Vickie Sokol Evans is the founder and President of RedCape, a highly-regarded technology training company focused on real world technology skills needed for small businesses, executives and their assistants, as well as any business user who wants to maximize the technology at their fingertips. Bestselling author of the series for both PC & Mac, Vickie is a Microsoft Certified Trainer and a Microsoft Office Master Instructor with over 15 years of classroom training experience, specializing in the productivity platform, such as Microsoft Office, OneNote, SharePoint, and Lync and includes Microsoft’s latest cloud offering, Office 365. Formerly a business/data analyst with Microsoft, she travels the globe delivering live Jerry Maguire-inspired “Tips in Minutes” keynote presentations to a variety of audiences; teaching engaging instructor-led courses; and facilitating Microsoft Experience Center events for many of Microsoft’s largest customers. Visit her website:

Educator Spotlight: Charles MacPherson Butler Academy

charles macpherson butler academyLocated in Toronto, Canada, the Charles MacPherson Butler Academy has been preparing individuals for private service careers since 2009.  Started by Charles MacPherson, an experienced international butler and author of “The Butler Speaks: A Guide to Stylish Entertaining, Etiquette and the Art of Good Housekeeping” (Random House, 2013), the school focuses on a mix of technical skills and management concepts to prepare students for such jobs as Estate Managers, Household Managers, Personal Assistants and Major Domos in addition to traditional Butler roles.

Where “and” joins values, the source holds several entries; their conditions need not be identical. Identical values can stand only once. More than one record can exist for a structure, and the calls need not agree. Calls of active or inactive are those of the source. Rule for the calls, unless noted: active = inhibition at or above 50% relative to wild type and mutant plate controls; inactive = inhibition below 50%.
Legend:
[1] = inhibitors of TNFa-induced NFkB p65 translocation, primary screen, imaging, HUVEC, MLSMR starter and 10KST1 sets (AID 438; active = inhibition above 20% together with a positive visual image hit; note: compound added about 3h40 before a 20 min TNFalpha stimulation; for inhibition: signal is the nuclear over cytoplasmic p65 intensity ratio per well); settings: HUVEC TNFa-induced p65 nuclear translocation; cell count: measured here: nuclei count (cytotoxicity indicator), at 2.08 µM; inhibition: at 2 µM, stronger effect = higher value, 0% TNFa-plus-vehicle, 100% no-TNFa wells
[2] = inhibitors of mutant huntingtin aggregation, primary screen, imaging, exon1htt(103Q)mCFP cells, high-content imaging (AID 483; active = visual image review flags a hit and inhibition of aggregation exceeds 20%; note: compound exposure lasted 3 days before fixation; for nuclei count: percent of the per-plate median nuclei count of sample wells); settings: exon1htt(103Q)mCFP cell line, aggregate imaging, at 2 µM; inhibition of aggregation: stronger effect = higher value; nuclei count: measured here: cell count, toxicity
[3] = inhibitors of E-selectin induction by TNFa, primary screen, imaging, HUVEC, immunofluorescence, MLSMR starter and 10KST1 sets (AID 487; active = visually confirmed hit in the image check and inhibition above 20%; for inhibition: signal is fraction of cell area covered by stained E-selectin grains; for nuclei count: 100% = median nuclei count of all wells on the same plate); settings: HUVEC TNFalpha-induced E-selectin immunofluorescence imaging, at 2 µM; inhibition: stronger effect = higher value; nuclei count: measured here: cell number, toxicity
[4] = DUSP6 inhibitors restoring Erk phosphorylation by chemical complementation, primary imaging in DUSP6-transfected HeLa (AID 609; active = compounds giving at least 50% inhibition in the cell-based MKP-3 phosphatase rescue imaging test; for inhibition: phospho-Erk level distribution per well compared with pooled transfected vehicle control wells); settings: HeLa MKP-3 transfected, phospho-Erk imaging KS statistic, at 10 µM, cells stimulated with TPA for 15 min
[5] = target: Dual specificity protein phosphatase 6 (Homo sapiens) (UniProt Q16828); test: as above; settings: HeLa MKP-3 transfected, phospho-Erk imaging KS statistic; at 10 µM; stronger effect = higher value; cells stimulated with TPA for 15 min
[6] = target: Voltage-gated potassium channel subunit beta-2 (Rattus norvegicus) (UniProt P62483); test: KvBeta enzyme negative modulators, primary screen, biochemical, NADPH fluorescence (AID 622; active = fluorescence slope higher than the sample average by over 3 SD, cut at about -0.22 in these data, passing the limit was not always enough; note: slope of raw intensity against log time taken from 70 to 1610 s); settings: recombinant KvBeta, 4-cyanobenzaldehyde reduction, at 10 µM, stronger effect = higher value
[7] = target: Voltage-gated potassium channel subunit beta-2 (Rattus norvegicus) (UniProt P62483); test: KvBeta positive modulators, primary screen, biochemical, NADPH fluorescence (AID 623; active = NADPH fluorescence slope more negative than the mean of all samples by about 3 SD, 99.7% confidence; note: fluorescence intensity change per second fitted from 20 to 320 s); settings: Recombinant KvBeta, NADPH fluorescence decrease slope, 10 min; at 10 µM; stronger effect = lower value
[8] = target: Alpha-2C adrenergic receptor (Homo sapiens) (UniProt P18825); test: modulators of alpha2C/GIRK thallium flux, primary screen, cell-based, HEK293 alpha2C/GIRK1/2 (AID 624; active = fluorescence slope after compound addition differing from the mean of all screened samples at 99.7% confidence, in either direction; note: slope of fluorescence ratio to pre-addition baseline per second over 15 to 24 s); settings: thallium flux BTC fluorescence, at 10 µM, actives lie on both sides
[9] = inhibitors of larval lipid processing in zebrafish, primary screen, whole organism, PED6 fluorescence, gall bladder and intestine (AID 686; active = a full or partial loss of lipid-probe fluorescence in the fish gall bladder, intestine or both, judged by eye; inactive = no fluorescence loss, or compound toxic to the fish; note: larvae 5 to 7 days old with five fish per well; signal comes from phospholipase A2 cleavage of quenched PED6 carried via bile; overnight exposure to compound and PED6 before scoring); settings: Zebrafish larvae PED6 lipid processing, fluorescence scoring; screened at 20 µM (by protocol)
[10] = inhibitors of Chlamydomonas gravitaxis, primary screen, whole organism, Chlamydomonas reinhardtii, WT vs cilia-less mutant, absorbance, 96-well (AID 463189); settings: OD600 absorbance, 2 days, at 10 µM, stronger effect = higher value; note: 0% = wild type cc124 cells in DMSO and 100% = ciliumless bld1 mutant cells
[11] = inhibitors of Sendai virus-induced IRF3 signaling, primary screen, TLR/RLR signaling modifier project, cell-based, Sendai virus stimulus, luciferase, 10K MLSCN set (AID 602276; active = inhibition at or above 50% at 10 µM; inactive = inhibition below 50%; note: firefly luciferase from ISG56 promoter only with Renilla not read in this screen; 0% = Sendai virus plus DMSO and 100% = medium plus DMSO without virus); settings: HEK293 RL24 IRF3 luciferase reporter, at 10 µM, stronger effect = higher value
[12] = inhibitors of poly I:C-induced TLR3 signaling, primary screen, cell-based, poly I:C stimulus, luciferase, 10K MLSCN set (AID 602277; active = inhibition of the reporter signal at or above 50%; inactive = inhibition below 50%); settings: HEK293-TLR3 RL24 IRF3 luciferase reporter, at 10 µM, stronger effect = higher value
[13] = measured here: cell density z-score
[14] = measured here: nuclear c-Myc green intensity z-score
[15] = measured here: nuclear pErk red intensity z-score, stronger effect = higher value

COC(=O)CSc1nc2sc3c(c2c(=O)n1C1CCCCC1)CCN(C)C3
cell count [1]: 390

One of the truly unique aspects of the school is their approach to placement after graduation.  In addition to being exposed to placement options through Charles MacPherson Associate’s placement division, they also present their graduates to other agencies for consideration.  Graduates benefit from Charles’ reputation in the industry for producing quality candidates, especially those seeking to transfer into the industry from another profession.

In this month’s Educator Spotlight, Charles tells us more about his Academy..

1. How long have you been in business?

Our school has been open & certified since 2009.

2. In a nutshell, what do you teach?

Our specialty is both Household Management and Butlering Skills for the 21st century.

3. What makes your training unique?

When you visit our website you will see from the videos that we have a “household management laboratory,” This allows us to be hands on while we teach our students.

4. How long are the courses?

The current program is one month for your full certification, but you can take classes for one day, one week or whatever is your personal interest.

5. How frequently are the programs run?

Currently three times per year: Winter, Spring and Fall

6. Do you have an online or correspondence courses?

We do not at this time. We strongly feel you need to learn with our teachers hands-on.

7. What are the requirements to attend your school?

You must have graduated high-school or complete and high-school equivalent test.

8. Who is your ideal student?

Great question!  Ideally someone with both hospitality experience and management skill set.

9. Do you offer placement assistance to your graduates?  What is your placement rate?

Yes, we proudly offer placement and we currently run a 98% placement with our graduates.

10. Do you belong to any professional associations?

DEMA (Domestic Estate Managers Association)

11. Are you accredited?  If so, with what entity…

We are accredited with PCC (Private Career Colleges), which Is governed by the Ministry of Education for Canada.

12. How much does your program cost?

The one month program is $7,500 (Canadian) for the materials and classes.  Boarding an additional expense, which is not furnished by the school.

13. Are financial aid, scholarships or payment plans available?

Not at this time.

14. How can people contact you?

The best is either by telephone 416.369.1146 or our website